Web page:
Maria Sharapova: Russian tennis star Jul 26, 2014 21:13:30 GMT
Post by Admin on Jul 26, 2014 21:13:30 GMT
When Maria Sharapova takes to the courts of Wimbledon, she does not smile. She chases balls with the aggression of a Doberman Pinscher, grunts like a hyena in heat, and blasts rocket-like serves at her opponents. During intense matches she’s pure terror—a leggy, blonde monster ready to obliterate the person on the other side of the net.
But on the evening of June 18, the Wednesday before the start of Wimbledon, she’s more beauty than beast as she sits inside the Sugarpova Candy Lounge—a pop-up shop in Wimbledon village promoting her eponymous line of gummy bears, gumballs and soft chews. Sharapova wears a white V-neck t-shirt with a plunging neckline; the Sugarpova logo—a pair of cherry red, puckered lips—sits just south of her breasts. She’s fielding questions from Laura Robson, an injured British tennis player who is reporting on Wimbledon for the BBC.
“What made you go into sweets?” Robson asks. “When I was a little girl I loved sweets, whether it was a little piece of candy or a lollipop that I got after practice or an English lesson,” Sharapova says. “Two years ago it just hit me: ‘Why not do something with candy and create a business of my own?’” Robson suggests that gorging on liquorice-flavoured rainbow swirls with a marshmallow center may not fit with Sharapova’s training regimen.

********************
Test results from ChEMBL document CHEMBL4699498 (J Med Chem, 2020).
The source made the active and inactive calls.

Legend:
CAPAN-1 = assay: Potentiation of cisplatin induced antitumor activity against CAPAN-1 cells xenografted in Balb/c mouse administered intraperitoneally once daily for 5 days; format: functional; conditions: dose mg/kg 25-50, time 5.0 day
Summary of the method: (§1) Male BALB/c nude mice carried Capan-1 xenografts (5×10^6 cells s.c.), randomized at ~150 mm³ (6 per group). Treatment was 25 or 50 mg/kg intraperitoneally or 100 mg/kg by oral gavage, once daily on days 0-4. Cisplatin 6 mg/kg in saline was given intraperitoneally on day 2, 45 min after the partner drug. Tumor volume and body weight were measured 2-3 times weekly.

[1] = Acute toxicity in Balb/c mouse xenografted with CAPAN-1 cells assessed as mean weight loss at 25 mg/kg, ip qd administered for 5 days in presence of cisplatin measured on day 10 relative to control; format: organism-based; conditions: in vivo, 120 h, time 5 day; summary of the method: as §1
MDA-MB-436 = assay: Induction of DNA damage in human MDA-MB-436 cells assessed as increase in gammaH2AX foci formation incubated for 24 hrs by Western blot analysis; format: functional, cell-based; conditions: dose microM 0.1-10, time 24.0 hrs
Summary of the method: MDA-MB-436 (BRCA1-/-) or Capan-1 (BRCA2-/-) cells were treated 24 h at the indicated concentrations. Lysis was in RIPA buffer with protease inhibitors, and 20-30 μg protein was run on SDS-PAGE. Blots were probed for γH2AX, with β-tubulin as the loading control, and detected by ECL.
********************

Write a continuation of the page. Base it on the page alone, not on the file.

But Sharapova, seven years Robson’s senior and ranked 86 places above her, simply laughs. She navigates the conversation back to her core message: she is a hands-on businesswoman. “I’ve visited the factory,” she says. “It was a cool experience seeing how it was made. It’s pretty much a colorful rainbow liquid that is turned into a liquorice or gummy bear.”
The players smile at each other. The conversation winds through a series of banalities. We learn that Sharapova puts on her left shoe before her right. She has a pudgy, eight-year-old dog, who is currently in summer camp. She loved the Spice Girls when she was younger. Eventually Sharapova guides Robson—and the BBC camera crew—past racks of Sugarpova tank tops, available for £16. Meanwhile, children and grown men have lined up outside.
It’s fitting that the sound of cha-ching emanates from Sharapova’s candy shop on Wimbledon High Street. In 2004, ten years ago this week, Sharapova upset Serena Williams in the Wimbledon final, catapulting Sharapova, then 17, onto the cover of Sports Illustrated and turning her into the world’s most marketable female athlete. Lucrative deals with Cole Haan, Evian, Honda, and Samsung followed, all capped off with a Nike deal that guaranteed her $70 million. The four Grand Slam titles that have followed have activated millions in bonuses.